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Beolover SyncDrive: DC Platter Motor Replacement for Beogram 4002 and 4004 (Type 551x and 552x)

Late Beogram 4002 and the 4004 (Types 551x and 552x), which have DC platter motors instead of the earlier synchronous AC motors usually suff...

Monday, March 7, 2016

Beogram 4000: Replacing all Electrolytic Capacitors and the RPM Relay

After I rebuilt the arm lowering and tracking mechanisms of the Beogram 4000 that I am currently rebuilding it turned out that the 30V power supply for the solenoid had lost its reservoir capacitance causing a humming and vibrating solenoid, which prevented the arm lowering mechanism from working. So today's task was to rebuild the reservoir and motor capacitors and also replace all electrolytic capacitors on the PCBs with quality Japanese 105C grade units. I started out with the big cans. Here is a picture of the original setup:
Check my Beogram 4000 page for more information about the detailed set-up of the reservoir and motor capacitors and which leads connect where.

Before unsoldering the leads and removing the capacitors I prepared my capacitor assembly for installation:
The 3D printed red part organizes the capacitors and fits snugly into the original capacitors bay. This shows the set-up after installation:
The original mounting strap holds it in place. This assembly is available to other enthusiasts. Just send me an email.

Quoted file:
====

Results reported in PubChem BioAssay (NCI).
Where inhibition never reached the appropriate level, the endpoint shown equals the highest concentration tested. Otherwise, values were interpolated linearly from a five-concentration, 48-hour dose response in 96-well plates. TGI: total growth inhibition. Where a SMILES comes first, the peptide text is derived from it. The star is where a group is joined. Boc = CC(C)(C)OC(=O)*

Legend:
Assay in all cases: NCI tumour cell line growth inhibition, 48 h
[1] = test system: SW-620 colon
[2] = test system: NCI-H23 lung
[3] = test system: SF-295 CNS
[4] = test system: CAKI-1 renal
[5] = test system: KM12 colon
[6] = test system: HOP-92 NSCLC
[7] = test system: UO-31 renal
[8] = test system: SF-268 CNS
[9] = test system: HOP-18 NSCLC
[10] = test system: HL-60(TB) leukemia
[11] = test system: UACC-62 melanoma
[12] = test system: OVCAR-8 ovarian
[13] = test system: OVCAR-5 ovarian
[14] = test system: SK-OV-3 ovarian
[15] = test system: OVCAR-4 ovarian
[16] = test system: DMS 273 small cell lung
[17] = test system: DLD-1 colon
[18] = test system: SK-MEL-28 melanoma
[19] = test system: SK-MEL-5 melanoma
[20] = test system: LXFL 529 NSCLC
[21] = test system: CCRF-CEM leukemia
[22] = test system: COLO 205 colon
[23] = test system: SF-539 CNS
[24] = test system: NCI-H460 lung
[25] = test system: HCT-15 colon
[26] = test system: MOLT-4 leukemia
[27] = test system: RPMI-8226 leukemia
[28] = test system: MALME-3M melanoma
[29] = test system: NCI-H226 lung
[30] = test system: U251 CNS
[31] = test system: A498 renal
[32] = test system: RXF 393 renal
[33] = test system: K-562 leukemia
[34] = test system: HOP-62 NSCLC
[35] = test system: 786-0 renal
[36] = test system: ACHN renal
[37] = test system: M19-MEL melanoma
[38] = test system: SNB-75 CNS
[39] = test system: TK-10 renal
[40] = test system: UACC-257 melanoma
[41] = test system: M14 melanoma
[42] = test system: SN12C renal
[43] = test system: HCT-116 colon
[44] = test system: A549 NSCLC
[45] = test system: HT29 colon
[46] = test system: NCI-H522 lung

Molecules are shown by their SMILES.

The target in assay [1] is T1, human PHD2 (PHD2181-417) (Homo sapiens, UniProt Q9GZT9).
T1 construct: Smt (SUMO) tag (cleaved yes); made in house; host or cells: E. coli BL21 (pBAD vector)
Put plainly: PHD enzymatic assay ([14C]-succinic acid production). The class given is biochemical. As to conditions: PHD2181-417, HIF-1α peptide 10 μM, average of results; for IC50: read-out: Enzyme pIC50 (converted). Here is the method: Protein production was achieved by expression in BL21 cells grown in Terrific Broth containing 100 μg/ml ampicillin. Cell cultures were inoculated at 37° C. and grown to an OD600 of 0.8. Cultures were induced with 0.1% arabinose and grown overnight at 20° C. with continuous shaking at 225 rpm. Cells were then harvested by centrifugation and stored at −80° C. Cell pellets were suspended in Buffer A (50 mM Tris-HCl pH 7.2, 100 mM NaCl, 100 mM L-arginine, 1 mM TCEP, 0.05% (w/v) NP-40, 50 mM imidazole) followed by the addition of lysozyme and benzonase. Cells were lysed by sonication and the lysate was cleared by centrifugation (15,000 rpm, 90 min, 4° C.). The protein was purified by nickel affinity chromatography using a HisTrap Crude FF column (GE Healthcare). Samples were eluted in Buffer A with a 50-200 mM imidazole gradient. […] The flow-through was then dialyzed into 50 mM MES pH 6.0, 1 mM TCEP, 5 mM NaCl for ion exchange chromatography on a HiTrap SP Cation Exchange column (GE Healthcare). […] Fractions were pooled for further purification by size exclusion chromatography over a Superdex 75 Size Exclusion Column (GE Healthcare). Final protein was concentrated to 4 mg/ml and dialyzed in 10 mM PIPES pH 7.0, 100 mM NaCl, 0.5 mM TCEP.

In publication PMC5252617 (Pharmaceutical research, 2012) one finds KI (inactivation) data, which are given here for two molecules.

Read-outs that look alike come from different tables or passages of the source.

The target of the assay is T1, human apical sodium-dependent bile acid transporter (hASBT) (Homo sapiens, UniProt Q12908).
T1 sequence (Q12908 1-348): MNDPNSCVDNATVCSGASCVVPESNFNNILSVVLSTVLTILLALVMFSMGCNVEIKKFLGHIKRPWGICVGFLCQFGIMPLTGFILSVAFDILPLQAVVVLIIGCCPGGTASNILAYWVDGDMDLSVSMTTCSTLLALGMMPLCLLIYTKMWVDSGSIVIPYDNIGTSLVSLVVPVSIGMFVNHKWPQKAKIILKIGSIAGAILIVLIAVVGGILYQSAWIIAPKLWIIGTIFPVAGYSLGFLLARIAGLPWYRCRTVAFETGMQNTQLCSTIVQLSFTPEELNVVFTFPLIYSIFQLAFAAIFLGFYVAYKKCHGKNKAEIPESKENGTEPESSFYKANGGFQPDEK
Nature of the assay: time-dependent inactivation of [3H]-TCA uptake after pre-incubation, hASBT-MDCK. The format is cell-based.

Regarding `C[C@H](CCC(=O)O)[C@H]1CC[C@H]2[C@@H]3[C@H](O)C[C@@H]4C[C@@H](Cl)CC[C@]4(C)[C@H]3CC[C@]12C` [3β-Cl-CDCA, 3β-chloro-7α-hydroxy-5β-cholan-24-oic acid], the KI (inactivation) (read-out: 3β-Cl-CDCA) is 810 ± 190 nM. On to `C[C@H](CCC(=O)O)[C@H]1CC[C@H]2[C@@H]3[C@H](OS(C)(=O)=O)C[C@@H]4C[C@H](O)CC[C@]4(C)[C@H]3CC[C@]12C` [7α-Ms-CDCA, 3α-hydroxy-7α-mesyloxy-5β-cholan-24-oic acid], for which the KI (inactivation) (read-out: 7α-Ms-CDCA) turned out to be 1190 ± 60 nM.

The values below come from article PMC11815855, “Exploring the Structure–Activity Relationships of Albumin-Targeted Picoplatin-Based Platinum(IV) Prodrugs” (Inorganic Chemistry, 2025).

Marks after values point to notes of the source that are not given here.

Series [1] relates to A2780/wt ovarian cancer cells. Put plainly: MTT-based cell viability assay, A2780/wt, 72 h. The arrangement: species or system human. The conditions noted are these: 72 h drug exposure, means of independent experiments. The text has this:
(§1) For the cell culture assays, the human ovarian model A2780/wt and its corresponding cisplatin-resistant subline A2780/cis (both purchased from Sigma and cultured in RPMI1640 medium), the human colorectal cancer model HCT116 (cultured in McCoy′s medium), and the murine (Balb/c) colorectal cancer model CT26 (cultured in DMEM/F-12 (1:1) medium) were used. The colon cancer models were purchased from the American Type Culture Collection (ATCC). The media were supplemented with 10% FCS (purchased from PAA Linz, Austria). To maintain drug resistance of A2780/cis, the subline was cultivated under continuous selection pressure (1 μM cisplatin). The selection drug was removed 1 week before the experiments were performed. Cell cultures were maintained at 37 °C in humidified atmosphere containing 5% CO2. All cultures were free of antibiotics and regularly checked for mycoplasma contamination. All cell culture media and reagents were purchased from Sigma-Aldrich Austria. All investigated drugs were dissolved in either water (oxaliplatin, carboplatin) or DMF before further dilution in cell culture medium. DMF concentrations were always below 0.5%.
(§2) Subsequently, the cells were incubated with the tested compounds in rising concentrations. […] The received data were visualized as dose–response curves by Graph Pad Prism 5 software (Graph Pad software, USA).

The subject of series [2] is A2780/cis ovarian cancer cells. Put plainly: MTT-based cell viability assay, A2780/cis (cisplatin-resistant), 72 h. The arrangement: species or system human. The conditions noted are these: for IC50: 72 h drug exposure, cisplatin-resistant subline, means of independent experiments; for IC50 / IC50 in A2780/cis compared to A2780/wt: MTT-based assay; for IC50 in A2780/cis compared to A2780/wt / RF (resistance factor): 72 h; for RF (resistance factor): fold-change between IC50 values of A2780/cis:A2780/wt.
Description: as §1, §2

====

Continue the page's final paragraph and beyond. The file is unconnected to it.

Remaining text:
Due to the humming solenoid issue, I measured the main reservoir capacitors. And indeed the two 3000uF cans were completely dead:
All capacitance gone. It is actually rare to find capacitors that are that dead in Beograms. More frequently they just have reduced capacitance. But after seeing this measurement, it was clear what happened to the solenoid: Its power oscillated at 120Hz due to the lack of stabilization.

After this I unbolted the main PCB and flipped it over to have a look:
Then I prepared a replacement RPM relay based on a modern encapsulated Japanese relay:
I recently had the breakout boards professionally manufactured, so this part now looks very professional.
Here it is after installation:
Then I replaced all electrolytic capacitors on the board:
Not to forget the lone capacitor soldered to the solder side of the board. Before:
and after:
The remaining two capacitors (red dots) were on the power supply board:
I replaced those too:
Then it was time to see if the solenoid now behaved better. And it did. On to the keypad and the carriage switches.

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